Thursday, June 7, 2012

Slow to Anger

Q. I find myself getting angry pretty quickly.  I want to really work on this and to follow James 1:19 that says, "My dear brothers, take note of this: Everyone should be quick to listen, slow to speak and slow to become angry."  Any suggestions as to how I become slow to anger?

A. What a great goal to be striving for!  As believers, we are to work on our anger and keep it in check.  It sounds like you really want to improve this area of your life.  Acknowledging this is the first step to success in dealing with your anger.

The first thing you should do is look at your overall stress level.  When you find yourself stressed out, you will be much more likely to grow agitated and will have less patience for people or situations. Scripture says, "Refrain from anger and turn from wrath; do not fret - it leads only to evil." Psalm 37:8.  You may need to evaluate what is going on in your life and where your stress might be originating from.  The anger you are experiencing might be displaced anger.  It might be only once you understand where your anger is coming from that you are able to control it appropriately.  Have heard the scenario before that dad comes home after a terrible day at work and kicks the dog?  In that scenario, dad has displaced anger and taken it out on the poor dog.  Make sure you are not taking out anger and frustrations on others and making them your proverbial dog. If you are interested in learning more about stress, click here for a past article on stress inventories

Secondly, you must look at replacing your reactionary responses with some proactive coping skills  The Word says, "In your anger do not sin; when you are on your beds, search your hearts and be silent." Psalm 4:4.  It is not realistic to believe that you will not ever be angry.  Rather, it is what you do with your anger that matters.  Check out this list below of somethings you can do to help you better cope with your anger:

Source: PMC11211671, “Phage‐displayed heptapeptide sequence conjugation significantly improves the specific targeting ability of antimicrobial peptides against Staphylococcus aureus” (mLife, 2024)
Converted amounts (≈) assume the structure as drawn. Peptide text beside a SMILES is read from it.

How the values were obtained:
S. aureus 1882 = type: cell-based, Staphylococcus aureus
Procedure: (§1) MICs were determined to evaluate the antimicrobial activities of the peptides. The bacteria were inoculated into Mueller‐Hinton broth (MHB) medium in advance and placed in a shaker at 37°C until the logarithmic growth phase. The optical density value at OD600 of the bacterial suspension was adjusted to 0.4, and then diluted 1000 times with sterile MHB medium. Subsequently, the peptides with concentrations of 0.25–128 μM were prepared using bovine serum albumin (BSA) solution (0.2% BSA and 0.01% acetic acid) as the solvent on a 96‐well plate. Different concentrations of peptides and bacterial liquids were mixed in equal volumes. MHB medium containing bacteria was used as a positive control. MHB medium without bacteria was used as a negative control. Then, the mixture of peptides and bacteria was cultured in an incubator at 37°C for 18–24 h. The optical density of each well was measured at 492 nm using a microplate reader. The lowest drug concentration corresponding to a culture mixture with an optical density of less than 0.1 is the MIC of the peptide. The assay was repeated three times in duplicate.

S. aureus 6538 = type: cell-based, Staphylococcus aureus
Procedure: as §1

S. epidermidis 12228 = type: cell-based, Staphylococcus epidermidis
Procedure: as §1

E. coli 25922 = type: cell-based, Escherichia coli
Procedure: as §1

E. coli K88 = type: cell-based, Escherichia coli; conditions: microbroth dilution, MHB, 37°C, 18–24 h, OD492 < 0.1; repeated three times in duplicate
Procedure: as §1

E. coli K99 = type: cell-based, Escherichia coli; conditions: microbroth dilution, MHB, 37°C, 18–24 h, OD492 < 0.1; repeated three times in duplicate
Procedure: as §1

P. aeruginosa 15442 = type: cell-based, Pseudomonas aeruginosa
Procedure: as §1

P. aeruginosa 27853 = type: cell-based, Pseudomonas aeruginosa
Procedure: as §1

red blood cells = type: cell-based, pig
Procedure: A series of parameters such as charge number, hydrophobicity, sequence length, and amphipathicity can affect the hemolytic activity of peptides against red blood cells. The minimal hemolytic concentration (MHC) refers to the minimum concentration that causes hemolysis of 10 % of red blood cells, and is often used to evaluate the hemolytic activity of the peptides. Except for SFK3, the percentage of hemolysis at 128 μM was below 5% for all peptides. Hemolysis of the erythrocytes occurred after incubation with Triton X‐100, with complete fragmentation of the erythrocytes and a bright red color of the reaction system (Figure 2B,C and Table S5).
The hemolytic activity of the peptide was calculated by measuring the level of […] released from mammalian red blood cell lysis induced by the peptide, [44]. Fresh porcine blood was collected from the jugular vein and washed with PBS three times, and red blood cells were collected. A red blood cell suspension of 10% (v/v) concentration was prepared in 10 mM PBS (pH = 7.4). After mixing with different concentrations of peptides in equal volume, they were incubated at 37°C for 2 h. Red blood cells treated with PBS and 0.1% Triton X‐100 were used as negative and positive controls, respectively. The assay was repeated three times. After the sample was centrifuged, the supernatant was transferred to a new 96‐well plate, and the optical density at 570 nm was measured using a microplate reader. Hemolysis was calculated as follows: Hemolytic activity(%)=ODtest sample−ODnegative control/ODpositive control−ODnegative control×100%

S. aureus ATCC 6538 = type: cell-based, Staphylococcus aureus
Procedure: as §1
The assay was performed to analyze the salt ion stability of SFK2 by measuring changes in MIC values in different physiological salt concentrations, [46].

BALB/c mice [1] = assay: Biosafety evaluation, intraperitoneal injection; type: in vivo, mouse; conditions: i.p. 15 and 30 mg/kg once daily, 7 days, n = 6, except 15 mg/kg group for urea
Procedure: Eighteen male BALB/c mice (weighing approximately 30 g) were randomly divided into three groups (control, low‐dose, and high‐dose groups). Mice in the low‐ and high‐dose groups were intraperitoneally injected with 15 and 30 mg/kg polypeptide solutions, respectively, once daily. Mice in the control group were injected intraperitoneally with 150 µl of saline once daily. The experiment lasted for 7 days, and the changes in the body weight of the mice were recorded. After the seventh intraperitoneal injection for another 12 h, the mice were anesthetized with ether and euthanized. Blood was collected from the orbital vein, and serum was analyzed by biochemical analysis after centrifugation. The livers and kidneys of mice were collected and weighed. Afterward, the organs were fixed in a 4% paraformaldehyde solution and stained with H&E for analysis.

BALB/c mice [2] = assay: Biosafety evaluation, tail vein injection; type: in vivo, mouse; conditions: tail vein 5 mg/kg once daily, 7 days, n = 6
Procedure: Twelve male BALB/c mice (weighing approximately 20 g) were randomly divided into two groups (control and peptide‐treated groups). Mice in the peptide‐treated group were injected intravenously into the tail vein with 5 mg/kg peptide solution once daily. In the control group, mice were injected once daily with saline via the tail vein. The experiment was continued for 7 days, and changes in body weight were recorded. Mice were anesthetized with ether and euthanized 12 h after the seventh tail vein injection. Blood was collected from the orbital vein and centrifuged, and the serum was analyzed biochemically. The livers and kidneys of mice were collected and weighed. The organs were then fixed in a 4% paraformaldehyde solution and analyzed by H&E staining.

• take a time out
  • count to ten
  • exercise
  • think about your response before you speak
  • think about possible solutions rather than focusing on the problem
  • deep breathing 
  • journal your feelings
  • progressive muscle relaxation (click here for example)
  • art
  • praying
  • meditating on scripture
Last, rely on God's word and God's people.  James 1:20 says, "For man's anger does not bring about the righteous life that God desires."  Focus on what Scriptures says that God does want for your life.  Spend time mediating on the fruits of the spirit found in Galatians 5:22-23.  Also, surround yourself with people that are calming to you.  Share your struggle with anger with your friends as well.  Ask them to hold you accountable to reacting and responding differently.  Ask them to pray for you as well.  Without the help of the Holy Spirit, getting our anger under control could be next to impossible.  The Lord can absolutely grant you the serenity to cultivate the patience you need in your life. 

Again, know that you are well on your way to working on your anger.  Seeing that you have a struggle and verbalizing that you would like to improve in this area is half the battle.  Now purpose in your mind that you want to change and begin to employ some of the strategies above.  Good luck!  
*This column is not intended to substitute for an actual session with a licensed counselor.
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